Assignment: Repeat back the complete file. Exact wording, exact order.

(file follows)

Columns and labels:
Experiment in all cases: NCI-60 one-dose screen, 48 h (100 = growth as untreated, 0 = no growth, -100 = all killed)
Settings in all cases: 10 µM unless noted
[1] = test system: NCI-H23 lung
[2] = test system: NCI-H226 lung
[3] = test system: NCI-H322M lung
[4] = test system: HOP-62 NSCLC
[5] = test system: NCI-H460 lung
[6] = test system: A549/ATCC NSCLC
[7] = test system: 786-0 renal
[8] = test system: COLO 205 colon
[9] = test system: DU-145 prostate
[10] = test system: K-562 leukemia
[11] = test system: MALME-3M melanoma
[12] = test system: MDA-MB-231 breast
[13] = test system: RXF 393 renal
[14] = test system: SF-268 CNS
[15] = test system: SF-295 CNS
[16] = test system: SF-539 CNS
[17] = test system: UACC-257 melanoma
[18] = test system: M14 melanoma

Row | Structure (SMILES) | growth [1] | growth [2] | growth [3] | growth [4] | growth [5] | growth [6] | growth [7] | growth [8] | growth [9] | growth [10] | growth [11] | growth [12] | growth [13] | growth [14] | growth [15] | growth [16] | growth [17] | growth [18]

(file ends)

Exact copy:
Columns and labels:
Experiment in all cases: NCI-60 one-dose screen, 48 h (100 = growth as untreated, 0 = no growth, -100 = all killed)
Settings in all cases: 10 µM unless noted
[1] = test system: NCI-H23 lung
[2] = test system: NCI-H226 lung
[3] = test system: NCI-H322M lung
[4] = test system: HOP-62 NSCLC
[5] = test system: NCI-H460 lung
[6] = test system: A549/ATCC NSCLC
[7] = test system: 786-0 renal
[8] = test system: COLO 205 colon
[9] = test system: DU-145 prostate
[10] = test system: K-562 leukemia
[11] = test system: MALME-3M melanoma
[12] = test system: MDA-MB-231 breast
[13] = test system: RXF 393 renal
[14] = test system: SF-268 CNS
[15] = test system: SF-295 CNS
[16] = test system: SF-539 CNS
[17] = test system: UACC-257 melanoma
[18] = test system: M14 melanoma

Row | Structure (SMILES) | growth [1] | growth [2] | growth [3] | growth [4] | growth [5] | growth [6] | growth [7] | growth [8] | growth [9] | growth [10] | growth [11] | growth [12] | growth [13] | growth [14] | growth [15] | growth [16] | growth [17] | growth [18]